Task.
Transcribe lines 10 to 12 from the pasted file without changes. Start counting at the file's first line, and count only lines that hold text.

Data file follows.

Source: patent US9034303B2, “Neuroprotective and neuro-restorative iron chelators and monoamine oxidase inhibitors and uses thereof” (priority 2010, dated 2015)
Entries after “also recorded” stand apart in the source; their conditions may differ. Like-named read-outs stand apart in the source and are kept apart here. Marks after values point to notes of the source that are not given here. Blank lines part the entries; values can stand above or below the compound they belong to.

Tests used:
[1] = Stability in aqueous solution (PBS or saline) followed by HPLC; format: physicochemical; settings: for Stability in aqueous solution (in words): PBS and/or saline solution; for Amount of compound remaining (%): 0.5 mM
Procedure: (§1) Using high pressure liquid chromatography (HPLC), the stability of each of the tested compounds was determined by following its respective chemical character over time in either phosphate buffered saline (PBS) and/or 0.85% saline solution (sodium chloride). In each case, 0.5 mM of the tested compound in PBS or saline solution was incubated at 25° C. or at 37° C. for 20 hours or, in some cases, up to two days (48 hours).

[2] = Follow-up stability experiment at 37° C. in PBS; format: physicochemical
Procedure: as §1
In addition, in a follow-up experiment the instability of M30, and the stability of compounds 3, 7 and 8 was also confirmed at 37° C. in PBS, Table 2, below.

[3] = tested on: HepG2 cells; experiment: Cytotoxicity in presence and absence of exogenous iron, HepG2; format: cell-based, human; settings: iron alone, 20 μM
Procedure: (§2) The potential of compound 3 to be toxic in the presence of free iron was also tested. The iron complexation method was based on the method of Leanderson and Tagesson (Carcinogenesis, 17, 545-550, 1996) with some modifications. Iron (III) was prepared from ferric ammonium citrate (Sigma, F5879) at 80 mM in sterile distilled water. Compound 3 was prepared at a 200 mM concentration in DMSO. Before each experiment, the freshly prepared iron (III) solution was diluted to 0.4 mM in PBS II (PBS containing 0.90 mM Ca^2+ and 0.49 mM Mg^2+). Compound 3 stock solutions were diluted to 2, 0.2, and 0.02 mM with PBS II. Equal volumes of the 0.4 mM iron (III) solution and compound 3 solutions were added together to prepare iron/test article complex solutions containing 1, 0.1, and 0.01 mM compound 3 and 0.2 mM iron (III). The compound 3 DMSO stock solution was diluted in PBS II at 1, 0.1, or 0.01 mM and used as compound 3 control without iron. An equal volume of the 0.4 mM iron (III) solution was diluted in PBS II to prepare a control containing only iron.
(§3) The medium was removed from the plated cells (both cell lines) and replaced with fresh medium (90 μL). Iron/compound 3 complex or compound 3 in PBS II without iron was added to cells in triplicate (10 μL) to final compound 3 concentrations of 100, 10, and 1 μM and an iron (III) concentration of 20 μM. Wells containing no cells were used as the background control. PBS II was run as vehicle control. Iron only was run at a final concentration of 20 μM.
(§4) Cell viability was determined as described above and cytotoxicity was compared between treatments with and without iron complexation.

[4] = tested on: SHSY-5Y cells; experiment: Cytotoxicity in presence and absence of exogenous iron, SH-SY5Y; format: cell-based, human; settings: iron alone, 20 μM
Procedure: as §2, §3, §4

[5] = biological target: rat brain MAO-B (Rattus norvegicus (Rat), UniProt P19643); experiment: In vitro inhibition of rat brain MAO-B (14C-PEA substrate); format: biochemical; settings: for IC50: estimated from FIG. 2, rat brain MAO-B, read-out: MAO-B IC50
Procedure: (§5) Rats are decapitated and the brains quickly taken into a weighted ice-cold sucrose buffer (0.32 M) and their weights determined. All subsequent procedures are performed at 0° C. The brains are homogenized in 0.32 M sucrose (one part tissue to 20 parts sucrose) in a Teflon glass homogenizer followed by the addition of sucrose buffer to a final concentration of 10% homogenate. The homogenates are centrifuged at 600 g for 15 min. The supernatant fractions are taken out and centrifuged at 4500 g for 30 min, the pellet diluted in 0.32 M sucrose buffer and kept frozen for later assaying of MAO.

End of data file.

Procedure: (§2) The potential of compound 3 to be toxic in the presence of free iron was also tested. The iron complexation method was based on the method of Leanderson and Tagesson (Carcinogenesis, 17, 545-550, 1996) with some modifications. Iron (III) was prepared from ferric ammonium citrate (Sigma, F5879) at 80 mM in sterile distilled water. Compound 3 was prepared at a 200 mM concentration in DMSO. Before each experiment, the freshly prepared iron (III) solution was diluted to 0.4 mM in PBS II (PBS containing 0.90 mM Ca^2+ and 0.49 mM Mg^2+). Compound 3 stock solutions were diluted to 2, 0.2, and 0.02 mM with PBS II. Equal volumes of the 0.4 mM iron (III) solution and compound 3 solutions were added together to prepare iron/test article complex solutions containing 1, 0.1, and 0.01 mM compound 3 and 0.2 mM iron (III). The compound 3 DMSO stock solution was diluted in PBS II at 1, 0.1, or 0.01 mM and used as compound 3 control without iron. An equal volume of the 0.4 mM iron (III) solution was diluted in PBS II to prepare a control containing only iron.
(§3) The medium was removed from the plated cells (both cell lines) and replaced with fresh medium (90 μL). Iron/compound 3 complex or compound 3 in PBS II without iron was added to cells in triplicate (10 μL) to final compound 3 concentrations of 100, 10, and 1 μM and an iron (III) concentration of 20 μM. Wells containing no cells were used as the background control. PBS II was run as vehicle control. Iron only was run at a final concentration of 20 μM.
(§4) Cell viability was determined as described above and cytotoxicity was compared between treatments with and without iron complexation.